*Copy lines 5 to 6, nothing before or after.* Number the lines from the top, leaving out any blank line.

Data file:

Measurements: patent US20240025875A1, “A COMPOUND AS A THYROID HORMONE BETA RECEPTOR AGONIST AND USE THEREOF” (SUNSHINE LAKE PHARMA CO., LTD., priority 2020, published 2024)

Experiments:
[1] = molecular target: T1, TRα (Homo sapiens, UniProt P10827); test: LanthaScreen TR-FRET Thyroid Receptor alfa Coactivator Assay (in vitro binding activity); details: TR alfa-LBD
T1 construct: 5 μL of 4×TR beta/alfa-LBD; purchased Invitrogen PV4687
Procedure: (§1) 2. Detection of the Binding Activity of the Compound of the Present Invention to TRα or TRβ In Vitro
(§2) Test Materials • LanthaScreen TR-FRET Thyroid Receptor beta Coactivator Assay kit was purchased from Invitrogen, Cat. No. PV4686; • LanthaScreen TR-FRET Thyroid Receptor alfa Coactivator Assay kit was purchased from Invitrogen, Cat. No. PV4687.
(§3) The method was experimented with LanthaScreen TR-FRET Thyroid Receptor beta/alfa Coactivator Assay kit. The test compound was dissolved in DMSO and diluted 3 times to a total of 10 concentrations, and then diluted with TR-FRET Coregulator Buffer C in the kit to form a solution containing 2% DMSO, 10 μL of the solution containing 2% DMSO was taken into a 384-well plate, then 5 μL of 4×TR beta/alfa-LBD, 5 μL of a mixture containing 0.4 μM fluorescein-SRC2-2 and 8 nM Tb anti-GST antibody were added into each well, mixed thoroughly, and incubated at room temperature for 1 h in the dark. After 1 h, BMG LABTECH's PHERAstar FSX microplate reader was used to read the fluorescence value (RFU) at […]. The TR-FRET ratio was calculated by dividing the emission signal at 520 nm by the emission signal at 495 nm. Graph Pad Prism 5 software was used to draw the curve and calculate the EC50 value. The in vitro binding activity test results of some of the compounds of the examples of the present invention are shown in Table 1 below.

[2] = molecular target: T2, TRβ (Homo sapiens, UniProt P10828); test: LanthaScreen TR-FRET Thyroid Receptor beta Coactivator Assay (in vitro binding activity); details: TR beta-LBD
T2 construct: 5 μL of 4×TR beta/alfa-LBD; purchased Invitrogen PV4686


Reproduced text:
Procedure: (§1) 2. Detection of the Binding Activity of the Compound of the Present Invention to TRα or TRβ In Vitro
(§2) Test Materials • LanthaScreen TR-FRET Thyroid Receptor beta Coactivator Assay kit was purchased from Invitrogen, Cat. No. PV4686; • LanthaScreen TR-FRET Thyroid Receptor alfa Coactivator Assay kit was purchased from Invitrogen, Cat. No. PV4687.